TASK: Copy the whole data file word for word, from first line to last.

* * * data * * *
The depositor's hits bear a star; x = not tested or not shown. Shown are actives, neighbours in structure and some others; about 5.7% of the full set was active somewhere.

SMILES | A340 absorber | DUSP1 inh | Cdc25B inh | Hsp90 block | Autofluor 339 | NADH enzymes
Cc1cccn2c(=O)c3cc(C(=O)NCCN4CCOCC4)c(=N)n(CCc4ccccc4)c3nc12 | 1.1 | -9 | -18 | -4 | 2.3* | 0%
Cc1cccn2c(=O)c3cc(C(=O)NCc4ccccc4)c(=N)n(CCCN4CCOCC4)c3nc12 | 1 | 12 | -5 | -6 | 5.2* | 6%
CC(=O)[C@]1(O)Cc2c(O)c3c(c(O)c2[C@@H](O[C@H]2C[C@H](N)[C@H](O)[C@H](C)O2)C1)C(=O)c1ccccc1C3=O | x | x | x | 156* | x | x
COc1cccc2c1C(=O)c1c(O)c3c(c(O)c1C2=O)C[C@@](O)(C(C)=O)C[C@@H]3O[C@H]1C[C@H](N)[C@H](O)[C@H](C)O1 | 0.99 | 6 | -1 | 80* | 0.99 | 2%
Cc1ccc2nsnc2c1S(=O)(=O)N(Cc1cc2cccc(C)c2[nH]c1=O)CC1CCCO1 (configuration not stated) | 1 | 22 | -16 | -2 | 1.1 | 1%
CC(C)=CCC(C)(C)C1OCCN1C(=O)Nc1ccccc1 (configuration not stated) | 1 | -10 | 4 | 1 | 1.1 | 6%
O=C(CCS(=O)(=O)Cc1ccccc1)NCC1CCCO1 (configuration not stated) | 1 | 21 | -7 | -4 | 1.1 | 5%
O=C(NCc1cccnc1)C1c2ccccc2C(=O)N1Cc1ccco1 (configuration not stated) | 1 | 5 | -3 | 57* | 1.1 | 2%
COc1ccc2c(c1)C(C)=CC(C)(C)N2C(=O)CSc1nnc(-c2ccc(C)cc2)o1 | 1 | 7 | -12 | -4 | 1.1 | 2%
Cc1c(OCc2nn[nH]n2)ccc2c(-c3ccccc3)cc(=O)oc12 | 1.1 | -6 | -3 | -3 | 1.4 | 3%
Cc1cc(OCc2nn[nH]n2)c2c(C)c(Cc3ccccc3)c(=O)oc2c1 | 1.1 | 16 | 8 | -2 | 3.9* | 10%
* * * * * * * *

The depositor's hits bear a star; x = not tested or not shown. Shown are actives, neighbours in structure and some others; about 5.7% of the full set was active somewhere.

SMILES | A340 absorber | DUSP1 inh | Cdc25B inh | Hsp90 block | Autofluor 339 | NADH enzymes
Cc1cccn2c(=O)c3cc(C(=O)NCCN4CCOCC4)c(=N)n(CCc4ccccc4)c3nc12 | 1.1 | -9 | -18 | -4 | 2.3* | 0%
Cc1cccn2c(=O)c3cc(C(=O)NCc4ccccc4)c(=N)n(CCCN4CCOCC4)c3nc12 | 1 | 12 | -5 | -6 | 5.2* | 6%
CC(=O)[C@]1(O)Cc2c(O)c3c(c(O)c2[C@@H](O[C@H]2C[C@H](N)[C@H](O)[C@H](C)O2)C1)C(=O)c1ccccc1C3=O | x | x | x | 156* | x | x
COc1cccc2c1C(=O)c1c(O)c3c(c(O)c1C2=O)C[C@@](O)(C(C)=O)C[C@@H]3O[C@H]1C[C@H](N)[C@H](O)[C@H](C)O1 | 0.99 | 6 | -1 | 80* | 0.99 | 2%
Cc1ccc2nsnc2c1S(=O)(=O)N(Cc1cc2cccc(C)c2[nH]c1=O)CC1CCCO1 (configuration not stated) | 1 | 22 | -16 | -2 | 1.1 | 1%
CC(C)=CCC(C)(C)C1OCCN1C(=O)Nc1ccccc1 (configuration not stated) | 1 | -10 | 4 | 1 | 1.1 | 6%
O=C(CCS(=O)(=O)Cc1ccccc1)NCC1CCCO1 (configuration not stated) | 1 | 21 | -7 | -4 | 1.1 | 5%
O=C(NCc1cccnc1)C1c2ccccc2C(=O)N1Cc1ccco1 (configuration not stated) | 1 | 5 | -3 | 57* | 1.1 | 2%
COc1ccc2c(c1)C(C)=CC(C)(C)N2C(=O)CSc1nnc(-c2ccc(C)cc2)o1 | 1 | 7 | -12 | -4 | 1.1 | 2%
Cc1c(OCc2nn[nH]n2)ccc2c(-c3ccccc3)cc(=O)oc12 | 1.1 | -6 | -3 | -3 | 1.4 | 3%
Cc1cc(OCc2nn[nH]n2)c2c(C)c(Cc3ccccc3)c(=O)oc2c1 | 1.1 | 16 | 8 | -2 | 3.9* | 10%